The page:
Phenomenology, Discourse and their Objects

Graham Harman recently responded (here) to my musings on his argument for his fourfold structure (here). That post was quite brief, but it suggested that the way to reject his approach is to reject the phenomenological standpoint that its based upon, loosely summed up in the idea that ontology must begin with experience. Given that Graham has picked up on the points I made, I feel that I should probably go into a bit more detail, although this will unfortunately fall short of presenting my alternative to phenomenology (fundamental deontology) in full. First though, I think it’s important to say a little bit more about what the core features of phenomenology are, before we try to provide possible reasons for rejecting them. I am of course no expert on Husserl, so my analysis will be faily crude, but hopefully fair nonetheless.

1. The Basic Problems with Phenomenology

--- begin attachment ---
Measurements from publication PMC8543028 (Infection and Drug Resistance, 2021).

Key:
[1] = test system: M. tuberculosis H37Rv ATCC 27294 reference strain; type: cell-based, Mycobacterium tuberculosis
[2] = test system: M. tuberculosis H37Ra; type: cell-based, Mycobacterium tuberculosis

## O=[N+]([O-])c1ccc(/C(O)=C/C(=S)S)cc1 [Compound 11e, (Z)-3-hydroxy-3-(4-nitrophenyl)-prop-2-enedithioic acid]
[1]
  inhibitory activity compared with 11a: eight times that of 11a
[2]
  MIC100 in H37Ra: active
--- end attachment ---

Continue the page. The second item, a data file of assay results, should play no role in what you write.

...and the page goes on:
Skipping over the methodological details of phenomenology (which are certainly most interesting), I think the two most important features to pick out are the theory of intentionality, and the correlative theory of meaning or content. The first encapsulates the real advance of phenomenology (via Brentano) over both the empiricist and Kantian accounts of experience. The advance over empiricism is threefold. First, phenomenology surpasses the empiricists’ indirect realism, holding that we do not experience ideas or representations of things, but that our experiences are directed at the things themselves. Secondly, experience is the encountering of objects as objects, not the encountering of bundles of sense data that must be actively united into objects. Thirdly, phenomenology takes the objects that our experiences are directed at to transcend our experiences of them. As Graham is fond of pointing out, this has the effect of opening up a distinction between the objects of experience and the qualities that they present to us.

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